JavaScript: The arguments object

The objective of this post is to explain how to use the JavaScript arguments object inside a function, when we pass more arguments that the ones declared in the prototype.

Introduction

A very interesting characteristic of JavaScript is that we can supply more or less parameters to a function than the ones in its declaration [1]. So, when we supply less arguments than in the function declaration, the ones declared will have a value of “undefined” [1].

On the other hand, if we supply more, the additional ones don’t have any effect, but they can be accessed through a special object called arguments, which is a local variable to all functions [2].

It’s important to consider that the arguments is not an array [2], although it pretty much behaves like one.

This is very useful since we can work with functions that receive a variable number of arguments, although we also need to be careful in order to not have problems with our programs.

The tests shown in this article were performed on Visual Studio Code, with the code runner extension.


The code

So, to test this functionality, we will declare a very simple function that receives as input an argument. We will call argument to this input parameter. The first thing we will do is printing the received argument, by calling the log method on the console object.

Next, we will iterate all the elements of the arguments object and print them to the console. Note that although this is not an array, it has the length property [2], so we can know when to stop our loop.

Besides that, with a behavior similar to an array, we can use square brackets to access the elements of the arguments object, as we will do in the code bellow.

function oneArgFunction(argument) {

    console.log("Received as argument: " + argument );

    for (i=0; i< arguments.length; i++){
        console.log("argument nº " + i + " :" + arguments[i]);
    }

}

So, we will start our first test by calling the function with just one parameter, as specified in its signature. We will pass it a simple string.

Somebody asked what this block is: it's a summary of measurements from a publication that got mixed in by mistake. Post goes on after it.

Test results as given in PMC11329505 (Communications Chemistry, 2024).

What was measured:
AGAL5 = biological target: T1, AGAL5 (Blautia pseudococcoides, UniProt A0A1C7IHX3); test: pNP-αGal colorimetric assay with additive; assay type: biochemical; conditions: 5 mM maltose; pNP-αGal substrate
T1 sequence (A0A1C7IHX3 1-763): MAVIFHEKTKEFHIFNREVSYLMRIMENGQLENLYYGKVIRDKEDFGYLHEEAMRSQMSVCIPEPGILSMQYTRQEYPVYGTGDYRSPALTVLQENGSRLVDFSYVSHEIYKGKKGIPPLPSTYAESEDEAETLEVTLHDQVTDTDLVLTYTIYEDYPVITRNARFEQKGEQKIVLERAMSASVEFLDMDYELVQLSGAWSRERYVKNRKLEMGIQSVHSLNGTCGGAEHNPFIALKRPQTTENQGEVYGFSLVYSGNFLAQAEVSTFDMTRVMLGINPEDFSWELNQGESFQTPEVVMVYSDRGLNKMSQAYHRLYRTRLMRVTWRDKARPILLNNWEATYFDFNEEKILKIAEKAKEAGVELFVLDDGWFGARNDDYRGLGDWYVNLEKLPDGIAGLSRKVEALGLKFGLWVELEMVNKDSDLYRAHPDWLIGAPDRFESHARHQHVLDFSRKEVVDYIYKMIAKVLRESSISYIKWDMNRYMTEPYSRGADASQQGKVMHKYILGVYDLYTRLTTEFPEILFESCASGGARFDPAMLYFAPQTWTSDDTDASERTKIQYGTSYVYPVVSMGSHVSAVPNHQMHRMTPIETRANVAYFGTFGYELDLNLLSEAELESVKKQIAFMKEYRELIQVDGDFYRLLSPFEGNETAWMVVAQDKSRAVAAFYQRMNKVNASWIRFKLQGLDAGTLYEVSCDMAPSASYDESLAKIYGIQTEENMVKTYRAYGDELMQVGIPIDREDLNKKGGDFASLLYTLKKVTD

console.log("--------- 1 arg------------");
oneArgFunction("Hello!");

As you can see from the result of the execution in figure 1, the supplied argument defined in the signature is also a part of the arguments object, since it is printed twice.

JavaScript calling a function

Figure 1 – Running a function with the declared number of arguments.

Next, we will call the function supplying two additional parameters.  We will use two other strings, as shown in the code bellow. Note that, although we are passing more parameters than the ones defined as input of our function, the code will execute and no warning will be given.

console.log("--------multiple args------");
oneArgFunction("Hello!", "here's another arg", "and a third one");

So, as we can see by figure 2, we can access the first argument, which is declared in the function signature, without being affected by supplying more arguments to the function. Also, we can access the 2 additional parameters arguments by iterating the arguments object.

JavaScript calling a function with more arguments

Figure 2 – Supplying additional arguments to a function.

Note that we can also pass different types of additional arguments. In the code bellow, we will pass an additional string and an additional object. Again, no error or warning occurs and the code executes fine.

console.log("--Additional object arg----");
var obj = { prop1: "property 1", prop2: "property 2" };
oneArgFunction("Hello!","here's another arg", obj );

As shown in figure 3, we can also access the additional string and object in the arguments object.

JavaScript calling a function with additional args

Figure 3 – Supplying different types of additional arguments.

As a final example, we will run the function without any argument, to confirm that we will get an undefined value in the parameter we declared in the signature of our test function. Nevertheless, this will again not generate an error or warning and the code will execute.

console.log("--No args----");
oneArgFunction( );

As can be seen in figure 4,  the undefined value gets printed, as expected. Also, note that this time the arguments object will not be iterated since it has no elements.

JavaScript function undefined argument

Figure 4 – Calling the function without arguments.

Bellow is the complete code, which you can copy and paste for testing. Although the tests were performed on Visual Studio Code, it should work fine in other environments.

function oneArgFunction(argument) {

    console.log("Received as argument: " + argument );

    for (i=0; i< arguments.length; i++){
        console.log("argument nº " + i + ": " + arguments[i]);
    }

}

console.log("--------- 1 arg------------");
oneArgFunction("Hello!");

console.log("--------multiple args------");
oneArgFunction("Hello!", "here's another arg", "and a third one");

console.log("--Additional object arg----");
var obj = { prop1: "property 1", prop2: "property 2" };
oneArgFunction("Hello!","here's another arg", obj );

console.log("--No args----");
oneArgFunction( );


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References

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